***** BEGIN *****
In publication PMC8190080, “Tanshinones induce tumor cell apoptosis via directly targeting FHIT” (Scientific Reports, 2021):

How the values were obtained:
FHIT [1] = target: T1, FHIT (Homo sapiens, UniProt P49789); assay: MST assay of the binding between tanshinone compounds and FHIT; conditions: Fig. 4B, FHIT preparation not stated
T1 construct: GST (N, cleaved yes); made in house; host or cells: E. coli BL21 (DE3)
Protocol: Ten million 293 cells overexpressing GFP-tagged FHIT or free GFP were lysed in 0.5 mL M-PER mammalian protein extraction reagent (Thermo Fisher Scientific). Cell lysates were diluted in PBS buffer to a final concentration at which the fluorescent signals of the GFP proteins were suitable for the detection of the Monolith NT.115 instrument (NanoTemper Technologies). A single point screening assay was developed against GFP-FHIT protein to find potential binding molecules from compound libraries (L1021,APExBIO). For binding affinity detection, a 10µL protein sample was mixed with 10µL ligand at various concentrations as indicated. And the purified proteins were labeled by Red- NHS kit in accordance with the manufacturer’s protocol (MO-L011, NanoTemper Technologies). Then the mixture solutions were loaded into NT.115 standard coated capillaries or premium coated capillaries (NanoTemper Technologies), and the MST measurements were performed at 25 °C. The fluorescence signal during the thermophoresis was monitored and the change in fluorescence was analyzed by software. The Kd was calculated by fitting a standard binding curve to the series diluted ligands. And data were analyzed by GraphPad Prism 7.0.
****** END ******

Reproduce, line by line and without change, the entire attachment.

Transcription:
In publication PMC8190080, “Tanshinones induce tumor cell apoptosis via directly targeting FHIT” (Scientific Reports, 2021):

How the values were obtained:
FHIT [1] = target: T1, FHIT (Homo sapiens, UniProt P49789); assay: MST assay of the binding between tanshinone compounds and FHIT; conditions: Fig. 4B, FHIT preparation not stated
T1 construct: GST (N, cleaved yes); made in house; host or cells: E. coli BL21 (DE3)
Protocol: Ten million 293 cells overexpressing GFP-tagged FHIT or free GFP were lysed in 0.5 mL M-PER mammalian protein extraction reagent (Thermo Fisher Scientific). Cell lysates were diluted in PBS buffer to a final concentration at which the fluorescent signals of the GFP proteins were suitable for the detection of the Monolith NT.115 instrument (NanoTemper Technologies). A single point screening assay was developed against GFP-FHIT protein to find potential binding molecules from compound libraries (L1021,APExBIO). For binding affinity detection, a 10µL protein sample was mixed with 10µL ligand at various concentrations as indicated. And the purified proteins were labeled by Red- NHS kit in accordance with the manufacturer’s protocol (MO-L011, NanoTemper Technologies). Then the mixture solutions were loaded into NT.115 standard coated capillaries or premium coated capillaries (NanoTemper Technologies), and the MST measurements were performed at 25 °C. The fluorescence signal during the thermophoresis was monitored and the change in fluorescence was analyzed by software. The Kd was calculated by fitting a standard binding curve to the series diluted ligands. And data were analyzed by GraphPad Prism 7.0.